Sunday, June 26, 2016

an open letter to my assignment group


I'm having a very frustrating time this week editing this work. I feel that the content is not quite there in terms of satisfying the assignment requirements, and I'm having a lot of difficulty making sense of a lot of the input you've given me. I've asked for clarifications in many of the comments but the responses, as a rule, haven't been clear. I'm trying to rewrite what I can, fill in the gaps where I can, and preserve y'all's intent of meaning where I can discern it, but it's very difficult to discern in a lot of cases. This makes it next to impossible to provide clarity to those who will be reading, and grading, our paper.

This is mainly meant as fair warning that I doubt our grade will be all that great on this assignment.

I am struggling to pull this paper together even to the level that I was able to do for the last paper (which, frankly, was well below normally-acceptable standards, in my opinion). In order to rewrite this to the level of acceptability that we were able to achieve even in that assignment, I would have to spend another full day on this reading the sources given to square them with the citations and to make sense of everything and pull it all together into a cohesive document that satisfies the assignment criteria.

I'm disinclined to say anything further that could be taken personally, but I do mean to convey that I have not yet seen the quality of writing so far from this group that is normally acceptable at an undergraduate level, let alone in grad school. The main reason I volunteered to edit the papers for the group is that I am a good writer and editor, and a better critic. Perhaps most to the point, however, it truly pains me to turn in mediocre-to-lousy writing.

I realize I have probably burned three bridges at once with this; however, I feel strongly that this is important enough to take that risk: in all sincerity, PLEASE, each of you needs to step up your writing game. I am asking not only for my sake and the sake of my grade, but also for the sake of your own academic and professional careers, and to honor the value of the degree we're all working to achieve.

Friday, May 13, 2016

Asterisk and SELinux – and allowing additional Asterisk CLI users

Most advice on Asterisk that you'll find out in the ether states that to get Asterisk working right, you'll need to disable SELinux. Sometimes you'll even see vendor engineers repeating this over official channels.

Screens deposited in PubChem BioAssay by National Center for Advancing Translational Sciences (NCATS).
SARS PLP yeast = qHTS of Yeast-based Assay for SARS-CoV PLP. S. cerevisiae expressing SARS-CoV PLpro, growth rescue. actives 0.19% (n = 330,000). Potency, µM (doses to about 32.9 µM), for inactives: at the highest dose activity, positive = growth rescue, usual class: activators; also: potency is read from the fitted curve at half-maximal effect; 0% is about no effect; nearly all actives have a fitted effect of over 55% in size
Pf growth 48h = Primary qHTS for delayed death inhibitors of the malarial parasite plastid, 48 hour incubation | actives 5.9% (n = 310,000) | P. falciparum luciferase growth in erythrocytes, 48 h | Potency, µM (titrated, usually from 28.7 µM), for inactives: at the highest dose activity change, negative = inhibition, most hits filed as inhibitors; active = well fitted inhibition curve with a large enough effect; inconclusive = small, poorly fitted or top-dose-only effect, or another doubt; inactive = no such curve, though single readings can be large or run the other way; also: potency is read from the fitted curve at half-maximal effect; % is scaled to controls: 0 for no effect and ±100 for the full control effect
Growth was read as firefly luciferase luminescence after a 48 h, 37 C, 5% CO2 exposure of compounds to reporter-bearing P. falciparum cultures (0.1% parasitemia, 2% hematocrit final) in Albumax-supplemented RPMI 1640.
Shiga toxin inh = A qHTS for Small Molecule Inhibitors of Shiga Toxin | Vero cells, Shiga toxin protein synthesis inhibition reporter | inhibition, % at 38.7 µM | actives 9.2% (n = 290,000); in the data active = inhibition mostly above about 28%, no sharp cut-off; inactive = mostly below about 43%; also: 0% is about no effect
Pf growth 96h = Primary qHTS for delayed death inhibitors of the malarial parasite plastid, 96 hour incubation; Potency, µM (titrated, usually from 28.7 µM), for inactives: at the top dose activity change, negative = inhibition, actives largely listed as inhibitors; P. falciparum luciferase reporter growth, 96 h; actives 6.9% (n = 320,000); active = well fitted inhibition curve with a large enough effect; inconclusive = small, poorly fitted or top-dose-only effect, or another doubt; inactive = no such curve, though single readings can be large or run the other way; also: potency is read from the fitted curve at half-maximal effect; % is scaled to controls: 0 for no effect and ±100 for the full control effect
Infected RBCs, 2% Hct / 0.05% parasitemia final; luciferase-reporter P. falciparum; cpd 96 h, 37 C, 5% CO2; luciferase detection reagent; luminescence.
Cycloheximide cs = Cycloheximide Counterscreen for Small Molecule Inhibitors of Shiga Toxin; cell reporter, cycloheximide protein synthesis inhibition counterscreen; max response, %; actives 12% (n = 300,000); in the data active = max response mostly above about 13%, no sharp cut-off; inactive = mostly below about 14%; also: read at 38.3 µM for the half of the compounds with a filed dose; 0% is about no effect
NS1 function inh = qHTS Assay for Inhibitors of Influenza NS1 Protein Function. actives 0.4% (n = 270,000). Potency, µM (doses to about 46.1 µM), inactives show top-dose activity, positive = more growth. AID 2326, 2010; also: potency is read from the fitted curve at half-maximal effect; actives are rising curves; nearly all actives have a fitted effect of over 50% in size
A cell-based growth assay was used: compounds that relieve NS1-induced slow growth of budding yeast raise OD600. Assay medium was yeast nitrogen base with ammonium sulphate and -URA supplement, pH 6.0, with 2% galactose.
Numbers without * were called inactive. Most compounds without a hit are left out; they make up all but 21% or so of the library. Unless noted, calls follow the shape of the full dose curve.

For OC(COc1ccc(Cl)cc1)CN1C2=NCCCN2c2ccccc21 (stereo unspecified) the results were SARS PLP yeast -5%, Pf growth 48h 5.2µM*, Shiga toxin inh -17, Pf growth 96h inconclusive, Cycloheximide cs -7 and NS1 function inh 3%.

IMO this is stupid and wrong. Disabling security is a terrible approach to fixing problems generally, – but particularly so when the real issue is more than likely a config problem.

Enough ranting though – I came to post about the resolution to just such a config problem.

Systemd config

After building a basic install of Asterisk 13.8 Certified on CentOS 7.2, I wasn't satisfied to run the included sysvinit script for startup when the entire balance of the system was initializing through systemd. I found that /var/run/asterisk wouldn't cooperate with my initial attempts at writing a systemd script – after every reboot, it came back owned by root; ownership changes wouldn't stick. I learned from Jari Turkia[1] this is due to /var/run being a tmpfs – nothing there persists across reboot.

Jari used /usr/bin/mkdir, suppressing errors, and /usr/bin/chown, but it's possible to do the same thing elegantly in a single line using /bin/install – a handy trick I picked up from Paul.[2]

With that and other help [3],[4],[5], I was able to dial in a very nicely working systemd script to control my Asterisk installation. The config is after the jump.

Asterisk config

After sorting the directory ownership and permissions, I also learned that I could allow additional users (e.g., my own login account) to use the Asterisk CLI without having to use sudo – there are a couple of config items that have to be changed to let this happen:
  1. In /etc/asterisk/asterisk.conf, uncomment [files] stanza and its entry astctlpermissions[6]
    • This changes the permissions on the /var/run/asterisk/asterisk.ctl socket node – necessary because a CLI user needs write access to the socket
  2. In /etc/asterisk/cli_permissions.conf, add an entry for the user or group you want to give permissions, along with the appropriate permissions.[7]
    • Since I'm my only user, I set group wheel to have all rights, but you may need something more strict.